The acquisition and extinction of a one-way avoidance task was studied in 30 day old F1 progeny of male rats previously exposed to either acute or chronic treatment with cyclophosphamide (CP) prior to breeding with normal females. Chronic treatment (10 mg/kg/day x 5 days x 5 weeks) was given to adult F344 males followed by subsequent breeding with normal females (CP-S). Separate groups of males were given a single CP injection (10 mg/kg) and breeding with normal females was done at 7-9, 14-16 and 28-30 days following the CP treatment. F1 progeny of males exposed to chronic CP or to a single CP treatment when bred 7-9 (females only) and 14-16 days post exposure (males and females) took significantly longer to reach the criterion for extinction. These progeny also responded significantly faster during extinction than progeny of the saline treated males. These findings support our earlier evidence of behavioral anomalies induced in the F1 progeny of male rats exposed to CP prior to breeding and that this effect reflects damage in post-meiotic germ cells.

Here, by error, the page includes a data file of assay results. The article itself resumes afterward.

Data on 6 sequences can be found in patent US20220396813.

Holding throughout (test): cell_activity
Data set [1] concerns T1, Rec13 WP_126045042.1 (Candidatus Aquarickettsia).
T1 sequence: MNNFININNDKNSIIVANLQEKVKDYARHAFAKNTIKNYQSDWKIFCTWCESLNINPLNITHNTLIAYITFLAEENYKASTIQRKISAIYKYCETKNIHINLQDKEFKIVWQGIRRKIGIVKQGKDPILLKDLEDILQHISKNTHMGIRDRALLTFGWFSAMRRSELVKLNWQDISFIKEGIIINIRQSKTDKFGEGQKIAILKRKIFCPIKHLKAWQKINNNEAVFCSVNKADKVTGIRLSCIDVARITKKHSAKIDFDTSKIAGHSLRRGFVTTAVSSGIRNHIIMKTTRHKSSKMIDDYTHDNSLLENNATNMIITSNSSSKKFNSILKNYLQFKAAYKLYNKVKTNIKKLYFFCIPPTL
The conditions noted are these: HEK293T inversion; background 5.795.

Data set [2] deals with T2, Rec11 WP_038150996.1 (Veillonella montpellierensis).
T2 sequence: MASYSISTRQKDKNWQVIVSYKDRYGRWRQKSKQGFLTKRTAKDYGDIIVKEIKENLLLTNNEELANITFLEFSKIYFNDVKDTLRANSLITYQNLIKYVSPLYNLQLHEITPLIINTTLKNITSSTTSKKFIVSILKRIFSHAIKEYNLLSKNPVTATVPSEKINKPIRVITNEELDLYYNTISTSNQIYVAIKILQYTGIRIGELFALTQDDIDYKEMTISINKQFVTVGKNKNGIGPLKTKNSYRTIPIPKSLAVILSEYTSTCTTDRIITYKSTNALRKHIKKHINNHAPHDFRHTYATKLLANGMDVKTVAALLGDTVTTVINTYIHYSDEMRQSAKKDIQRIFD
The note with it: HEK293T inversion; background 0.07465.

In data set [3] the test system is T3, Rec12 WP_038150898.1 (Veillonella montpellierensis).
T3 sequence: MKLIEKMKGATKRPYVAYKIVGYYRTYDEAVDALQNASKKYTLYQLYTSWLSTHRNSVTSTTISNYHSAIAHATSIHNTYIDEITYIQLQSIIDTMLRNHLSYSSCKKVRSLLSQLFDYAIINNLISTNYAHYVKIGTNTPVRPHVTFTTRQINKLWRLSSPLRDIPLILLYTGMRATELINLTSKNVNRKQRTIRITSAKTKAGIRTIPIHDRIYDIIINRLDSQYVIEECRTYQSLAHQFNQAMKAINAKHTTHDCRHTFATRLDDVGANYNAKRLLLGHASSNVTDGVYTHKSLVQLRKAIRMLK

|Original language||English (US)|
|Number of pages||4|
|Journal||Neurobehavioral Toxicology and Teratology|
|Publication status||Published - 1982|
ASJC Scopus subject areas
- Neuropsychology and Physiological Psychology